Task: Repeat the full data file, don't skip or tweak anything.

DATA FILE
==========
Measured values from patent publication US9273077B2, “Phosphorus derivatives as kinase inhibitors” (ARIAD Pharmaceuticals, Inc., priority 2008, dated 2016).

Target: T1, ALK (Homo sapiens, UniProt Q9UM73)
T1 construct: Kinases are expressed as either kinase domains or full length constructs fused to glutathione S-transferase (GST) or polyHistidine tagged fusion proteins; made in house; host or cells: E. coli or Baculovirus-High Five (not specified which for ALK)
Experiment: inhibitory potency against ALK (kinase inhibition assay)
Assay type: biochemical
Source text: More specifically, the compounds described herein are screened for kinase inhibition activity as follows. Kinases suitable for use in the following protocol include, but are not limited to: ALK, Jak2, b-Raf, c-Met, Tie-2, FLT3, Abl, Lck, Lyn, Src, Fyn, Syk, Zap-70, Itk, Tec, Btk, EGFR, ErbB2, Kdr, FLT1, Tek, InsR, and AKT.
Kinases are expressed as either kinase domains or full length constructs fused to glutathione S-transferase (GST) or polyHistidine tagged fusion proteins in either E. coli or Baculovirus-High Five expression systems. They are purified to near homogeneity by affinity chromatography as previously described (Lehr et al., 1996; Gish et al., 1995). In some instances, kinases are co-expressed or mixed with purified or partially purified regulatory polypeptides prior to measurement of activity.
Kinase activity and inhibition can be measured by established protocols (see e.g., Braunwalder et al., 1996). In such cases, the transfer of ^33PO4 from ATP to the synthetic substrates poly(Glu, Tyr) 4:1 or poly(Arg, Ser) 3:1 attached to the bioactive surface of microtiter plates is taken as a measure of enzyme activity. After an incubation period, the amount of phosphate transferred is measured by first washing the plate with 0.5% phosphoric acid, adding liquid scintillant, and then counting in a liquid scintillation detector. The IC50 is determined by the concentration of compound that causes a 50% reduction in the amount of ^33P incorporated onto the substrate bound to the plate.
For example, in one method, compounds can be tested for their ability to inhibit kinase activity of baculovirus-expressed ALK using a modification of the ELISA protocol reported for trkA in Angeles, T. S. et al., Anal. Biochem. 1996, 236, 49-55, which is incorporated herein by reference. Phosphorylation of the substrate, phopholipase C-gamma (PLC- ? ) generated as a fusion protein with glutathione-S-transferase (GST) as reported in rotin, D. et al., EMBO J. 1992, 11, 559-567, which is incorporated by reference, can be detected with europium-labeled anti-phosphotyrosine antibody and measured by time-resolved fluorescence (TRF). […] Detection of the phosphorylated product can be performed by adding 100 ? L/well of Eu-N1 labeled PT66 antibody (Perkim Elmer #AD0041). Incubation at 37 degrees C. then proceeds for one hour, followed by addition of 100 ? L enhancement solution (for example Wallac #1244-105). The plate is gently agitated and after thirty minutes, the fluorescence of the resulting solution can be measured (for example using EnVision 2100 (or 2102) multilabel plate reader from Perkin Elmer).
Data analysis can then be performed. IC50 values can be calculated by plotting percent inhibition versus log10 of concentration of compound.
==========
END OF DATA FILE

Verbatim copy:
Measured values from patent publication US9273077B2, “Phosphorus derivatives as kinase inhibitors” (ARIAD Pharmaceuticals, Inc., priority 2008, dated 2016).

Target: T1, ALK (Homo sapiens, UniProt Q9UM73)
T1 construct: Kinases are expressed as either kinase domains or full length constructs fused to glutathione S-transferase (GST) or polyHistidine tagged fusion proteins; made in house; host or cells: E. coli or Baculovirus-High Five (not specified which for ALK)
Experiment: inhibitory potency against ALK (kinase inhibition assay)
Assay type: biochemical
Source text: More specifically, the compounds described herein are screened for kinase inhibition activity as follows. Kinases suitable for use in the following protocol include, but are not limited to: ALK, Jak2, b-Raf, c-Met, Tie-2, FLT3, Abl, Lck, Lyn, Src, Fyn, Syk, Zap-70, Itk, Tec, Btk, EGFR, ErbB2, Kdr, FLT1, Tek, InsR, and AKT.
Kinases are expressed as either kinase domains or full length constructs fused to glutathione S-transferase (GST) or polyHistidine tagged fusion proteins in either E. coli or Baculovirus-High Five expression systems. They are purified to near homogeneity by affinity chromatography as previously described (Lehr et al., 1996; Gish et al., 1995). In some instances, kinases are co-expressed or mixed with purified or partially purified regulatory polypeptides prior to measurement of activity.
Kinase activity and inhibition can be measured by established protocols (see e.g., Braunwalder et al., 1996). In such cases, the transfer of ^33PO4 from ATP to the synthetic substrates poly(Glu, Tyr) 4:1 or poly(Arg, Ser) 3:1 attached to the bioactive surface of microtiter plates is taken as a measure of enzyme activity. After an incubation period, the amount of phosphate transferred is measured by first washing the plate with 0.5% phosphoric acid, adding liquid scintillant, and then counting in a liquid scintillation detector. The IC50 is determined by the concentration of compound that causes a 50% reduction in the amount of ^33P incorporated onto the substrate bound to the plate.
For example, in one method, compounds can be tested for their ability to inhibit kinase activity of baculovirus-expressed ALK using a modification of the ELISA protocol reported for trkA in Angeles, T. S. et al., Anal. Biochem. 1996, 236, 49-55, which is incorporated herein by reference. Phosphorylation of the substrate, phopholipase C-gamma (PLC- ? ) generated as a fusion protein with glutathione-S-transferase (GST) as reported in rotin, D. et al., EMBO J. 1992, 11, 559-567, which is incorporated by reference, can be detected with europium-labeled anti-phosphotyrosine antibody and measured by time-resolved fluorescence (TRF). […] Detection of the phosphorylated product can be performed by adding 100 ? L/well of Eu-N1 labeled PT66 antibody (Perkim Elmer #AD0041). Incubation at 37 degrees C. then proceeds for one hour, followed by addition of 100 ? L enhancement solution (for example Wallac #1244-105). The plate is gently agitated and after thirty minutes, the fluorescence of the resulting solution can be measured (for example using EnVision 2100 (or 2102) multilabel plate reader from Perkin Elmer).
Data analysis can then be performed. IC50 values can be calculated by plotting percent inhibition versus log10 of concentration of compound.